Washington Libertarian Review

Political commentary from the State of Washington with a libertarian perspective.

Monday, December 13, 2004

What if the fraud is upon the Government?

All potential members of the Libertarian Party are asked to sign a pledge to avoid force (some pledges include "fraud") for social or political ends.

But what about the citizens against the government? Assuming as a given the Libertarian dogma that taxation is theft, is it ethical to defraud the government to get your money back?

I think not, and so do several states.

Olympia attorney Shawn Newman, who is not a Libertarian but should be, writes:

"Thirteen states, the District of Columbia and several local jurisdictions have false claim regulations. They are modeled after federal law which address false claims of entitlement to government money, property or services. These include: presenting a false claim for payment or approval; making or using a false record to get a claim paid or approved; conspiracy to get a false claim paid; delivering less property than shown on a receipt; delivering a receipt without knowing that the information is true (with intent to defraud); knowingly buying public property from a government officer who doesn’t have the right to sell it; or making or using a false record to decrease an obligation to the government."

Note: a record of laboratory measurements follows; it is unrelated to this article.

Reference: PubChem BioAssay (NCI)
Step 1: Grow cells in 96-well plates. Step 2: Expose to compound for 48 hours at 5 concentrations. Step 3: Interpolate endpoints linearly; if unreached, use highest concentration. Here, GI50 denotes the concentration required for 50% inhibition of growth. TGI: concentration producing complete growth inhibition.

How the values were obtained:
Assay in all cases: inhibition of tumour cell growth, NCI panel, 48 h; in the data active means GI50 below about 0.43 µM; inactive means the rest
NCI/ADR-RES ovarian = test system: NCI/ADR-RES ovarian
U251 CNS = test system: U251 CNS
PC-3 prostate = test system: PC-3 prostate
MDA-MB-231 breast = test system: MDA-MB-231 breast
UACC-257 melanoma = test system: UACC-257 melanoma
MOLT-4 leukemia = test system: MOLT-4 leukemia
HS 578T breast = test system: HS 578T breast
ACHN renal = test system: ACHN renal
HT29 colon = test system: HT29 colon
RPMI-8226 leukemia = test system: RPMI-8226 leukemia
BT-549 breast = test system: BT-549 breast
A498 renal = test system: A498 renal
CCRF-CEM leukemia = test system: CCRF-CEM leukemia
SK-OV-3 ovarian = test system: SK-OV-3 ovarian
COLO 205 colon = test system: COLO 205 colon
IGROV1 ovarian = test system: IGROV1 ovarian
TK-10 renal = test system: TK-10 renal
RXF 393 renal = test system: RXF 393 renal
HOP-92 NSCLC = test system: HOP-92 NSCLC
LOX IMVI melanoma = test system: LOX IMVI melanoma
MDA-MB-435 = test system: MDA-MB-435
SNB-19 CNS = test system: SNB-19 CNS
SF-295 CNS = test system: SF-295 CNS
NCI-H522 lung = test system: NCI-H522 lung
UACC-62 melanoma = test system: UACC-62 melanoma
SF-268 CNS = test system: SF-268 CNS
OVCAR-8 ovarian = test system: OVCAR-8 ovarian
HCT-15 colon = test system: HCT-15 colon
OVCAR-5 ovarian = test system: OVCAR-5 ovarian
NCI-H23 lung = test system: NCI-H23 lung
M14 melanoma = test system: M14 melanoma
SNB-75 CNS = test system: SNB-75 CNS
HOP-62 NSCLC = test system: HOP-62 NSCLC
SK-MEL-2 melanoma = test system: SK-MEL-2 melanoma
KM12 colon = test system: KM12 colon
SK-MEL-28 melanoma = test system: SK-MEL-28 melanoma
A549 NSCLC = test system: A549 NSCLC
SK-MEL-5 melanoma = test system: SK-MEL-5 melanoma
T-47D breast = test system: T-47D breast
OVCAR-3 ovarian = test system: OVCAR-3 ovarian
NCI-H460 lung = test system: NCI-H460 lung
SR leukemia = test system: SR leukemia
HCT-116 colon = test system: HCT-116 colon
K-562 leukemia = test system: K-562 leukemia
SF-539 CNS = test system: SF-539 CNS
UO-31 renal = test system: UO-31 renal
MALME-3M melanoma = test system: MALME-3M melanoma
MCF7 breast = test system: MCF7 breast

"In Washington State, recent investigations by the State Auditor’s Office and others revealed:"

"- The State Liquor Control Board could not account for $421 million in sales and paid $839,706.90 to a vendor who submitted false billing records;"

"- DSHS mismanagement of the Medicaid program putting at risk as many as 155,000 children without health care options;"

"- Transportation cost overruns;"

"- Overstating public revenues from parking garages developed to benefit certain private interests (Spokane River Park Square development/Nordstoms);"

"- Overpaying businesses public relocation money (Tacoma’s convention center)"

Newman, and with some support from State Auditor Brian Sonntag, is proposing a Washington False Claims Act. The meat of the act would provide a mechanism for private citizens to report fraud on the government, and to receive a "bounty" for reports that lead to recoveries of falsely gotten gains.

This seems a good idea, perhaps as important as performance audits.


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